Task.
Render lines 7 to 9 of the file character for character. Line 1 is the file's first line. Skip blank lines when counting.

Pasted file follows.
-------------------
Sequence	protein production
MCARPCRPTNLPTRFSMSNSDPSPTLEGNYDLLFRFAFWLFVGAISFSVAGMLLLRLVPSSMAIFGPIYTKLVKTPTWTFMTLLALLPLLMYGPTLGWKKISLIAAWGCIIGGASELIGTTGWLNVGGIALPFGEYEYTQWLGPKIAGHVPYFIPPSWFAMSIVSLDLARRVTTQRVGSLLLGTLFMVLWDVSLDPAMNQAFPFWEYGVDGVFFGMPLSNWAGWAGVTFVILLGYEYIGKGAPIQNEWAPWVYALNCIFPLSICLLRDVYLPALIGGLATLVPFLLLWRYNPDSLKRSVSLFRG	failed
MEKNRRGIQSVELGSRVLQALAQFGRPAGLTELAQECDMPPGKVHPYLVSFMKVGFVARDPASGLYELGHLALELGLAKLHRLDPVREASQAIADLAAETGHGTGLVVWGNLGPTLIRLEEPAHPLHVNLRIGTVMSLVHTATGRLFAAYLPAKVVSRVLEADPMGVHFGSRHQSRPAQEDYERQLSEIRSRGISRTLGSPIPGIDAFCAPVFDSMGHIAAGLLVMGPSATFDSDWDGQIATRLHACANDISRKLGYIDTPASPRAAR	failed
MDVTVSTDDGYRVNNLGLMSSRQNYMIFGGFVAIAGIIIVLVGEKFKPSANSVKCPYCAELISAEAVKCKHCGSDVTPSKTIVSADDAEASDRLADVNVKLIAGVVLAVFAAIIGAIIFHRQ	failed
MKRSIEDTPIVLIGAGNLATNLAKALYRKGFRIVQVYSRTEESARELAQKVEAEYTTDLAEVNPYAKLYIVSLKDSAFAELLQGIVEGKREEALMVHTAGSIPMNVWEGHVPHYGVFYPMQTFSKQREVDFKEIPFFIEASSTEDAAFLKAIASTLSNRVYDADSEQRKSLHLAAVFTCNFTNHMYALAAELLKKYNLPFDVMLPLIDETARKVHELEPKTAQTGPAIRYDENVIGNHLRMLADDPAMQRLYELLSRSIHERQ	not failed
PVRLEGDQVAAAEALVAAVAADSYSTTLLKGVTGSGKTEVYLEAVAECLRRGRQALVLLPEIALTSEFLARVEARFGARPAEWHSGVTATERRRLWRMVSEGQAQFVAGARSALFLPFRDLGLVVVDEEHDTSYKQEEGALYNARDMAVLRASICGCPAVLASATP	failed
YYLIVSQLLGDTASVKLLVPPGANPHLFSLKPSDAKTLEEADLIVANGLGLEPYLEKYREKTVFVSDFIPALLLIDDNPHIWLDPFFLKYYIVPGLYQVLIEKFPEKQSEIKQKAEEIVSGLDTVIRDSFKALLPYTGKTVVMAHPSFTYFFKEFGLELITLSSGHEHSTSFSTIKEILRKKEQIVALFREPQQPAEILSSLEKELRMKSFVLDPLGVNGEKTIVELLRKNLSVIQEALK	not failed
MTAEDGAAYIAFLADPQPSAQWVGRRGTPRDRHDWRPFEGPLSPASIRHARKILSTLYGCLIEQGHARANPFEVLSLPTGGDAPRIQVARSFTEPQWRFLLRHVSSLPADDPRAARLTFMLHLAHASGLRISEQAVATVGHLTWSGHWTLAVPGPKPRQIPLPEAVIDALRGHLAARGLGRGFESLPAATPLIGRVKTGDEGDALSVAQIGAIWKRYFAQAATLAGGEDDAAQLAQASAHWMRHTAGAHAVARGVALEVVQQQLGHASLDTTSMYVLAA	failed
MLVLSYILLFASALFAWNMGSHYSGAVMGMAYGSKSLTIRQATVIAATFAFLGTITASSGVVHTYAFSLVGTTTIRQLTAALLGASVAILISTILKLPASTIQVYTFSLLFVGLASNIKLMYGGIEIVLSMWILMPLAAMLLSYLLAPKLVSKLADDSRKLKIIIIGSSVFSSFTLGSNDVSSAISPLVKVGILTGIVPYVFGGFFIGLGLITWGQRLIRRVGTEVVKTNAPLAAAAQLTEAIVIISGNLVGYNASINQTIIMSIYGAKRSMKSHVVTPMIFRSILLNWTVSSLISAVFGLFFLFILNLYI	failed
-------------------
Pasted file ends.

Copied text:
YYLIVSQLLGDTASVKLLVPPGANPHLFSLKPSDAKTLEEADLIVANGLGLEPYLEKYREKTVFVSDFIPALLLIDDNPHIWLDPFFLKYYIVPGLYQVLIEKFPEKQSEIKQKAEEIVSGLDTVIRDSFKALLPYTGKTVVMAHPSFTYFFKEFGLELITLSSGHEHSTSFSTIKEILRKKEQIVALFREPQQPAEILSSLEKELRMKSFVLDPLGVNGEKTIVELLRKNLSVIQEALK	not failed
MTAEDGAAYIAFLADPQPSAQWVGRRGTPRDRHDWRPFEGPLSPASIRHARKILSTLYGCLIEQGHARANPFEVLSLPTGGDAPRIQVARSFTEPQWRFLLRHVSSLPADDPRAARLTFMLHLAHASGLRISEQAVATVGHLTWSGHWTLAVPGPKPRQIPLPEAVIDALRGHLAARGLGRGFESLPAATPLIGRVKTGDEGDALSVAQIGAIWKRYFAQAATLAGGEDDAAQLAQASAHWMRHTAGAHAVARGVALEVVQQQLGHASLDTTSMYVLAA	failed
MLVLSYILLFASALFAWNMGSHYSGAVMGMAYGSKSLTIRQATVIAATFAFLGTITASSGVVHTYAFSLVGTTTIRQLTAALLGASVAILISTILKLPASTIQVYTFSLLFVGLASNIKLMYGGIEIVLSMWILMPLAAMLLSYLLAPKLVSKLADDSRKLKIIIIGSSVFSSFTLGSNDVSSAISPLVKVGILTGIVPYVFGGFFIGLGLITWGQRLIRRVGTEVVKTNAPLAAAAQLTEAIVIISGNLVGYNASINQTIIMSIYGAKRSMKSHVVTPMIFRSILLNWTVSSLISAVFGLFFLFILNLYI	failed